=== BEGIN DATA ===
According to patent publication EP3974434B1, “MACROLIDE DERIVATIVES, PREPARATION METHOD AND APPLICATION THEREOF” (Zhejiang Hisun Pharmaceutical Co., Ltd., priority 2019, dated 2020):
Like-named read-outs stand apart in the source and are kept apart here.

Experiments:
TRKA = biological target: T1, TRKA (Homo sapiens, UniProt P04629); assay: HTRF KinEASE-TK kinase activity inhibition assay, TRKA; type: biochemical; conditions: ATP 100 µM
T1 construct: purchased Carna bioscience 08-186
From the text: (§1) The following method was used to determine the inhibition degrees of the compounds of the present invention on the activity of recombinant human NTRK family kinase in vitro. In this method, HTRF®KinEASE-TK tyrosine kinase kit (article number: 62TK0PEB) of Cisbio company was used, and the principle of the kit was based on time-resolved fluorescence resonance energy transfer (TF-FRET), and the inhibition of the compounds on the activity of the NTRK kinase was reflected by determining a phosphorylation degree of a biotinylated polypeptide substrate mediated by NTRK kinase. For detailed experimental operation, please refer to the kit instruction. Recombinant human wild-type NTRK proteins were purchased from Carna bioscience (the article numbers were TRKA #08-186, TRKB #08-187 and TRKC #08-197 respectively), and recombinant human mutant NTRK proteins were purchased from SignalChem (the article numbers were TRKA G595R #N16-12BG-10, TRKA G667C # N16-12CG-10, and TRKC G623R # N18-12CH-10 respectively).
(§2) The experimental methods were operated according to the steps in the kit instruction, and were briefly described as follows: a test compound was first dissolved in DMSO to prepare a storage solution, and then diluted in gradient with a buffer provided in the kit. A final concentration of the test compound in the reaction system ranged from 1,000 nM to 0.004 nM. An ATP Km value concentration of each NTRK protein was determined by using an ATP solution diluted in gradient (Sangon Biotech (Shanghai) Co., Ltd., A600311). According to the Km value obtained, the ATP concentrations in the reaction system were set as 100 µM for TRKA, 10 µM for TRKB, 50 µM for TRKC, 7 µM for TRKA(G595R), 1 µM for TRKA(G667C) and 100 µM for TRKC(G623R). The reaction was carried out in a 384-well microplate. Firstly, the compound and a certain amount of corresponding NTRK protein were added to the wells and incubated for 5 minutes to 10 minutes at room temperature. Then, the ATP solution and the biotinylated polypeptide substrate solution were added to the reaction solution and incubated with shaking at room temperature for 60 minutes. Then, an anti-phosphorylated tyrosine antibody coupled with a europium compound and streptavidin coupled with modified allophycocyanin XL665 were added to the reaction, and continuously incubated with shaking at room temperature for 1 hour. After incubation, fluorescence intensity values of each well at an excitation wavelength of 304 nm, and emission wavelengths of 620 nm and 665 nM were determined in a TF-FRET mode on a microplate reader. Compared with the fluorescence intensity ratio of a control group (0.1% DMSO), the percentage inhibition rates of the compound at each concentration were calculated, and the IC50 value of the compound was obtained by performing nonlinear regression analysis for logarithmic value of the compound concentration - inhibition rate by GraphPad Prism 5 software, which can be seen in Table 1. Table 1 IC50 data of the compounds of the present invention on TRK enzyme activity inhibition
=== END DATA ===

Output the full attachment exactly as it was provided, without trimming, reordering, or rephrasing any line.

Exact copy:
According to patent publication EP3974434B1, “MACROLIDE DERIVATIVES, PREPARATION METHOD AND APPLICATION THEREOF” (Zhejiang Hisun Pharmaceutical Co., Ltd., priority 2019, dated 2020):
Like-named read-outs stand apart in the source and are kept apart here.

Experiments:
TRKA = biological target: T1, TRKA (Homo sapiens, UniProt P04629); assay: HTRF KinEASE-TK kinase activity inhibition assay, TRKA; type: biochemical; conditions: ATP 100 µM
T1 construct: purchased Carna bioscience 08-186
From the text: (§1) The following method was used to determine the inhibition degrees of the compounds of the present invention on the activity of recombinant human NTRK family kinase in vitro. In this method, HTRF®KinEASE-TK tyrosine kinase kit (article number: 62TK0PEB) of Cisbio company was used, and the principle of the kit was based on time-resolved fluorescence resonance energy transfer (TF-FRET), and the inhibition of the compounds on the activity of the NTRK kinase was reflected by determining a phosphorylation degree of a biotinylated polypeptide substrate mediated by NTRK kinase. For detailed experimental operation, please refer to the kit instruction. Recombinant human wild-type NTRK proteins were purchased from Carna bioscience (the article numbers were TRKA #08-186, TRKB #08-187 and TRKC #08-197 respectively), and recombinant human mutant NTRK proteins were purchased from SignalChem (the article numbers were TRKA G595R #N16-12BG-10, TRKA G667C # N16-12CG-10, and TRKC G623R # N18-12CH-10 respectively).
(§2) The experimental methods were operated according to the steps in the kit instruction, and were briefly described as follows: a test compound was first dissolved in DMSO to prepare a storage solution, and then diluted in gradient with a buffer provided in the kit. A final concentration of the test compound in the reaction system ranged from 1,000 nM to 0.004 nM. An ATP Km value concentration of each NTRK protein was determined by using an ATP solution diluted in gradient (Sangon Biotech (Shanghai) Co., Ltd., A600311). According to the Km value obtained, the ATP concentrations in the reaction system were set as 100 µM for TRKA, 10 µM for TRKB, 50 µM for TRKC, 7 µM for TRKA(G595R), 1 µM for TRKA(G667C) and 100 µM for TRKC(G623R). The reaction was carried out in a 384-well microplate. Firstly, the compound and a certain amount of corresponding NTRK protein were added to the wells and incubated for 5 minutes to 10 minutes at room temperature. Then, the ATP solution and the biotinylated polypeptide substrate solution were added to the reaction solution and incubated with shaking at room temperature for 60 minutes. Then, an anti-phosphorylated tyrosine antibody coupled with a europium compound and streptavidin coupled with modified allophycocyanin XL665 were added to the reaction, and continuously incubated with shaking at room temperature for 1 hour. After incubation, fluorescence intensity values of each well at an excitation wavelength of 304 nm, and emission wavelengths of 620 nm and 665 nM were determined in a TF-FRET mode on a microplate reader. Compared with the fluorescence intensity ratio of a control group (0.1% DMSO), the percentage inhibition rates of the compound at each concentration were calculated, and the IC50 value of the compound was obtained by performing nonlinear regression analysis for logarithmic value of the compound concentration - inhibition rate by GraphPad Prism 5 software, which can be seen in Table 1. Table 1 IC50 data of the compounds of the present invention on TRK enzyme activity inhibition